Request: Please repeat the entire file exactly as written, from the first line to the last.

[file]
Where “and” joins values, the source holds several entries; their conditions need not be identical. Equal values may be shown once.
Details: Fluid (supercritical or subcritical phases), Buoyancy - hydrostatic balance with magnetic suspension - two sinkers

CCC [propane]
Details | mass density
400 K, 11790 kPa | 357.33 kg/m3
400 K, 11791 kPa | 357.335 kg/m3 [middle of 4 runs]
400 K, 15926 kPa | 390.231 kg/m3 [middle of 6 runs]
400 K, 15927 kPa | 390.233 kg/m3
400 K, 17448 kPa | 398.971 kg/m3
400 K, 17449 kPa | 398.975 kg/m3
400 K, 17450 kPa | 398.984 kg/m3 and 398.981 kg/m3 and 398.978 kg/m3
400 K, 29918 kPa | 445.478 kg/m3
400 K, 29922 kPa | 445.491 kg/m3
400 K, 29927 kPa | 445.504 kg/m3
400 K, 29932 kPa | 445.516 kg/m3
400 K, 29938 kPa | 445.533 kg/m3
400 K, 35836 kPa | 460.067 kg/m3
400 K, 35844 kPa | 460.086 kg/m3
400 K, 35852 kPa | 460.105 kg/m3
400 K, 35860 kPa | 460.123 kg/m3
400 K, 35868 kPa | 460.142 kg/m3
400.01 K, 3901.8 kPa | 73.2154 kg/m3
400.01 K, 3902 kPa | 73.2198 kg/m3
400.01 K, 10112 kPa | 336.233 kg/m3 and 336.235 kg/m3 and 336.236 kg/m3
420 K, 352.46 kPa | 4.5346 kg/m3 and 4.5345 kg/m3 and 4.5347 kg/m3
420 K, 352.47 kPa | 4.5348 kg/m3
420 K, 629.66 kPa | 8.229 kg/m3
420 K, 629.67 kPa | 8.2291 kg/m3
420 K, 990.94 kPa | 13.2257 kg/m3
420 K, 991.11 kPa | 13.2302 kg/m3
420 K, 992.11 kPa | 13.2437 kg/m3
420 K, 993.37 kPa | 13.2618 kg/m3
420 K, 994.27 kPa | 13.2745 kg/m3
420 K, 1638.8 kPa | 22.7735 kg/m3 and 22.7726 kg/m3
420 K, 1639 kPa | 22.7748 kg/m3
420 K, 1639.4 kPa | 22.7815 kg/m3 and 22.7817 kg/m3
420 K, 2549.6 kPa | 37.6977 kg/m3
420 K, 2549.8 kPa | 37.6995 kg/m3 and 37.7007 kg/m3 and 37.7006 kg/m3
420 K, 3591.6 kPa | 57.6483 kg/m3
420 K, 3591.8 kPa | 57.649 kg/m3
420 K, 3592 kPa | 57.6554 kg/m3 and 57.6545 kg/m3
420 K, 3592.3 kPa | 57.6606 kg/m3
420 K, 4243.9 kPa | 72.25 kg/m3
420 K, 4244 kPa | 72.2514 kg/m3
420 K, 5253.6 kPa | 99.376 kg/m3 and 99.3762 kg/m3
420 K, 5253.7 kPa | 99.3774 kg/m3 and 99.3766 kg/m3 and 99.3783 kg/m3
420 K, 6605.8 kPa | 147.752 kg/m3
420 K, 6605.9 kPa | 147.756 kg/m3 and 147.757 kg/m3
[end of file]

Where “and” joins values, the source holds several entries; their conditions need not be identical. Equal values may be shown once.
Details: Fluid (supercritical or subcritical phases), Buoyancy - hydrostatic balance with magnetic suspension - two sinkers

CCC [propane]
Details | mass density
400 K, 11790 kPa | 357.33 kg/m3
400 K, 11791 kPa | 357.335 kg/m3 [middle of 4 runs]
400 K, 15926 kPa | 390.231 kg/m3 [middle of 6 runs]
400 K, 15927 kPa | 390.233 kg/m3
400 K, 17448 kPa | 398.971 kg/m3
400 K, 17449 kPa | 398.975 kg/m3
400 K, 17450 kPa | 398.984 kg/m3 and 398.981 kg/m3 and 398.978 kg/m3
400 K, 29918 kPa | 445.478 kg/m3
400 K, 29922 kPa | 445.491 kg/m3
400 K, 29927 kPa | 445.504 kg/m3
400 K, 29932 kPa | 445.516 kg/m3
400 K, 29938 kPa | 445.533 kg/m3
400 K, 35836 kPa | 460.067 kg/m3
400 K, 35844 kPa | 460.086 kg/m3
400 K, 35852 kPa | 460.105 kg/m3
400 K, 35860 kPa | 460.123 kg/m3
400 K, 35868 kPa | 460.142 kg/m3
400.01 K, 3901.8 kPa | 73.2154 kg/m3
400.01 K, 3902 kPa | 73.2198 kg/m3
400.01 K, 10112 kPa | 336.233 kg/m3 and 336.235 kg/m3 and 336.236 kg/m3
420 K, 352.46 kPa | 4.5346 kg/m3 and 4.5345 kg/m3 and 4.5347 kg/m3
420 K, 352.47 kPa | 4.5348 kg/m3
420 K, 629.66 kPa | 8.229 kg/m3
420 K, 629.67 kPa | 8.2291 kg/m3
420 K, 990.94 kPa | 13.2257 kg/m3
420 K, 991.11 kPa | 13.2302 kg/m3
420 K, 992.11 kPa | 13.2437 kg/m3
420 K, 993.37 kPa | 13.2618 kg/m3
420 K, 994.27 kPa | 13.2745 kg/m3
420 K, 1638.8 kPa | 22.7735 kg/m3 and 22.7726 kg/m3
420 K, 1639 kPa | 22.7748 kg/m3
420 K, 1639.4 kPa | 22.7815 kg/m3 and 22.7817 kg/m3
420 K, 2549.6 kPa | 37.6977 kg/m3
420 K, 2549.8 kPa | 37.6995 kg/m3 and 37.7007 kg/m3 and 37.7006 kg/m3
420 K, 3591.6 kPa | 57.6483 kg/m3
420 K, 3591.8 kPa | 57.649 kg/m3
420 K, 3592 kPa | 57.6554 kg/m3 and 57.6545 kg/m3
420 K, 3592.3 kPa | 57.6606 kg/m3
420 K, 4243.9 kPa | 72.25 kg/m3
420 K, 4244 kPa | 72.2514 kg/m3
420 K, 5253.6 kPa | 99.376 kg/m3 and 99.3762 kg/m3
420 K, 5253.7 kPa | 99.3774 kg/m3 and 99.3766 kg/m3 and 99.3783 kg/m3
420 K, 6605.8 kPa | 147.752 kg/m3
420 K, 6605.9 kPa | 147.756 kg/m3 and 147.757 kg/m3